Mubarak made a tactical adaptation, eventually calling for a ceasefire, whilst continuing to blame Hezbollah for Lebanon’s misery. He also turned down a US request to host talks on the war in Sharm el Sheik (these were held in Rome instead). Fully cognisant of the fact that the war is not about the destruction of Hezbollah but the complete subjugation of Lebanon and its transformation into a US-Israeli protectorate, Mubarak refused to mount any challenge to the US-Israeli proposals to send an international force to police southern Lebanon and disarm Hezbollah, although he did refuse to participate in such a force.Independent socialist policy required
There are indications that the massive opposition to the war is beginning to coalesce with social and political demands that fundamentally threaten not only Mubarak but the entire Arab bourgeoisie.
Thus far, this has found only partial and distorted expression.
The largest opposition group, the illegal but semi-tolerated Muslim Brotherhood, made electoral gains in the elections last year on the basis of its anti-corruption campaign and its provision of welfare services that form a vital safety net for millions of workers and their families.
In the last few years, the regime had begun to relax its restrictions on the Brotherhood in attempt to shore up its own Islamic credentials and outflank its opponents. This has proven something of a double-edged sword. When the Brotherhood seemed set to make a strong showing in the local elections, Mubarak postponed them so as to preempt an electoral disaster for his own National Democratic Party and prevent the Brotherhood from qualifying to run its own candidate for the next presidential election.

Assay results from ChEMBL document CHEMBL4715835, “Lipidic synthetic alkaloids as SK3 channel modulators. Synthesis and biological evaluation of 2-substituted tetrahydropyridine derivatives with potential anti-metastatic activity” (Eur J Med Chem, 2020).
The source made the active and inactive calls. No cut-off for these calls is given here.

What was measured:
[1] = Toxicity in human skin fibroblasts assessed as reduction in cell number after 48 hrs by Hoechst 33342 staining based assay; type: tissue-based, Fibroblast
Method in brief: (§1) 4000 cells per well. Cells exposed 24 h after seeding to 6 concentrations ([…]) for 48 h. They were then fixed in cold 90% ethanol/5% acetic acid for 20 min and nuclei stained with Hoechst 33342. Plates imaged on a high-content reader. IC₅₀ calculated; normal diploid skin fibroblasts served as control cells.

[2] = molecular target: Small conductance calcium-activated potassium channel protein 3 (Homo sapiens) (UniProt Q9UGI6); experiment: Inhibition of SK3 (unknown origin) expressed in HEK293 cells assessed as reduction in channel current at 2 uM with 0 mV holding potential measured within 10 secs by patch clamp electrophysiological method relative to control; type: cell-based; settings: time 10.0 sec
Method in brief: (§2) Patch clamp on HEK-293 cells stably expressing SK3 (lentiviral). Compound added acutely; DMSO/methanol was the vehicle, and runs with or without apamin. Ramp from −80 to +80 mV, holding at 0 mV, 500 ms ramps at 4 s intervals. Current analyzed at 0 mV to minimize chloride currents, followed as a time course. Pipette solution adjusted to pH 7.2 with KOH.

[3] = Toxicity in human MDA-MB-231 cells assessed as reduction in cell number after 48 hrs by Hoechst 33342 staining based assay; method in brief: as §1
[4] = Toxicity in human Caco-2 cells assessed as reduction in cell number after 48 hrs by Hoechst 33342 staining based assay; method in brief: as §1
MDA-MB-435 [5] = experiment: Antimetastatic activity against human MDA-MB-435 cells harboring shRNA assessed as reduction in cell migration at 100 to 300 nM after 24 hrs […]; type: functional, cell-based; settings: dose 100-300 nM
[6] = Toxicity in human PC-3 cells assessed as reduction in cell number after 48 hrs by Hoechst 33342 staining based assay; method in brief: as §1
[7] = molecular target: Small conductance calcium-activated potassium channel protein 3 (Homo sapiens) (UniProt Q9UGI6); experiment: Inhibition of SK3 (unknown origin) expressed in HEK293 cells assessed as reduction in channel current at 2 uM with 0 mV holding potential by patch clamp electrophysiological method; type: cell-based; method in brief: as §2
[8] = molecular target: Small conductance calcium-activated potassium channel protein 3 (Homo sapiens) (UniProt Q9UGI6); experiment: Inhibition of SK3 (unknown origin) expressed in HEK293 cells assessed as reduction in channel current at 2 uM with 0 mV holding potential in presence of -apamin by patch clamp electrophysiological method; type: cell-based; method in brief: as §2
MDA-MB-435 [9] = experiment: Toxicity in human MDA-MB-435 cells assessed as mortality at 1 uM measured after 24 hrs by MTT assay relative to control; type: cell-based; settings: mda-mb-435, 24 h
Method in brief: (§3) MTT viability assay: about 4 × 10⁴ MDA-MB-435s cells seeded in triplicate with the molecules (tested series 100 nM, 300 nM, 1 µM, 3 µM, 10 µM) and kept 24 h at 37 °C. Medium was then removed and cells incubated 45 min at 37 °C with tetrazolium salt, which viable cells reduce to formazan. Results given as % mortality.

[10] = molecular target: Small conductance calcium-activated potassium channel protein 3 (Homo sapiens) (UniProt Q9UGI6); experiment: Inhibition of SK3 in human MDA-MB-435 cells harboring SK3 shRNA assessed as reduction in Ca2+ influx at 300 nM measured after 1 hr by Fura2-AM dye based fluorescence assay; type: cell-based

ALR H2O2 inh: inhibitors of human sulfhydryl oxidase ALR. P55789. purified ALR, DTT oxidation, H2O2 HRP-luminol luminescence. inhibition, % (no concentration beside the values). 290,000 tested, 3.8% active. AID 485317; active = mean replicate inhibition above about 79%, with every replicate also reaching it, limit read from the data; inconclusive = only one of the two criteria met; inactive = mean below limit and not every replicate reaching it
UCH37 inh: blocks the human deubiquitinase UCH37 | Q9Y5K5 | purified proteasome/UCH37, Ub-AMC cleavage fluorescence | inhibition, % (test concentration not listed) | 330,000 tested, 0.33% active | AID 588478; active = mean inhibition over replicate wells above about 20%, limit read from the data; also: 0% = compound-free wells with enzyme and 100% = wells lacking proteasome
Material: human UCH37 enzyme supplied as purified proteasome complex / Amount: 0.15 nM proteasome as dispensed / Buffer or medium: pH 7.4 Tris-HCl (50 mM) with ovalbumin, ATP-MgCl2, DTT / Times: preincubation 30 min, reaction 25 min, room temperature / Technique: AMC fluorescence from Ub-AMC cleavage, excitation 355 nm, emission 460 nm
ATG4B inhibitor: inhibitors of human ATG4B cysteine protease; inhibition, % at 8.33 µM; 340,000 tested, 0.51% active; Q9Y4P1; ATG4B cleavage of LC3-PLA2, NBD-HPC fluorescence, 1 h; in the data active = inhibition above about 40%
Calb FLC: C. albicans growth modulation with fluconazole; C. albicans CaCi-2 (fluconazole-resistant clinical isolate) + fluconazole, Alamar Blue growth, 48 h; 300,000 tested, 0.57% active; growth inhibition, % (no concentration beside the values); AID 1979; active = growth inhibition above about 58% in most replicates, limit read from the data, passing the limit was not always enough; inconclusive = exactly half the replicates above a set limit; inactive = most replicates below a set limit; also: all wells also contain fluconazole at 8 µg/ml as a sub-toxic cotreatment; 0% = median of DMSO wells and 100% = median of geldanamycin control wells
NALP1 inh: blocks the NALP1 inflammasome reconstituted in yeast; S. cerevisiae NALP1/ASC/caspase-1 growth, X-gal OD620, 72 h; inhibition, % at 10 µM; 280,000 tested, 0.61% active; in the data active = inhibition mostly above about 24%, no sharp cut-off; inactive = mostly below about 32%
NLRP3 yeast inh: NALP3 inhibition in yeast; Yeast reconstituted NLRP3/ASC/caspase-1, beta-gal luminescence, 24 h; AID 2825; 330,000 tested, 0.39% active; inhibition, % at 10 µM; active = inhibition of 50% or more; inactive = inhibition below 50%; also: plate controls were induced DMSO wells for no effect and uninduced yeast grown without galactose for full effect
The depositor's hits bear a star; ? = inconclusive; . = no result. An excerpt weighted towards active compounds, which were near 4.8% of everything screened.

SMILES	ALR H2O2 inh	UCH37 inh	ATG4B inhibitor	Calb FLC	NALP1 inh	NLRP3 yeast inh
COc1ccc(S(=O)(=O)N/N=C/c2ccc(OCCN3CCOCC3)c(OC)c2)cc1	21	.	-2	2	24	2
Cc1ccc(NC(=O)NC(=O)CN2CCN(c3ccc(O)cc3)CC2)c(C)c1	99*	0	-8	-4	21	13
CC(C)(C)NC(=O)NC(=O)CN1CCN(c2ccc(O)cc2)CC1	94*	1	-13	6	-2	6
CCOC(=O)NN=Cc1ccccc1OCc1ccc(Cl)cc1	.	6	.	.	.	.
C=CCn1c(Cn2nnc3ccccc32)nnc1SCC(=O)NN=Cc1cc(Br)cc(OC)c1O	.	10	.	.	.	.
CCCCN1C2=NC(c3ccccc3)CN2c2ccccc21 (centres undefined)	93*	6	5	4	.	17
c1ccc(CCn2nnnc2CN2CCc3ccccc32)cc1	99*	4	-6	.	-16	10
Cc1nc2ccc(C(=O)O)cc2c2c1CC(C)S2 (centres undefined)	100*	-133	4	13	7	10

However, the Muslim Brotherhood has a long history of opposing workers’ struggles and has extensive investments of its own in land and property and supports the broad thrust of Mubarak’s economic policies and his emphasis on the free market.
None of the liberal opposition parties such as the Wafd and the Ghad, whose leader Aymain Nour is in jail on trumped-up fraud charges, have a mass base. They all espouse similar economic policies, and all seek to curry favour with the Bush administration.
The Kifaya organisation formed in 2004 and made up of liberals, Islamists, ex-Stalinists and Nasserists, has tried to jump on the so-called democratic “colour” revolutions of Ukraine and Georgia, which were backed by the US.
This only underscores the bankruptcy of Mubarak’s ostensible opponents. For the US policy of “regime change” carried out in the former Soviet republics, as with that implemented in Afghanistan and Iraq, has nothing to do with establishing democracy but rather with consolidating the geopolitical domination of US imperialism across the world. And in Egypt, as elsewhere, its target would be the working class and poor.
A progressive solution to war and oppression can only be found through the development of an independent political movement aimed at the creation of a United Socialist States of the Middle East. This would remove the artificial boundaries imposed by imperialism and enable the valuable resources of the region to be used for the benefit its peoples.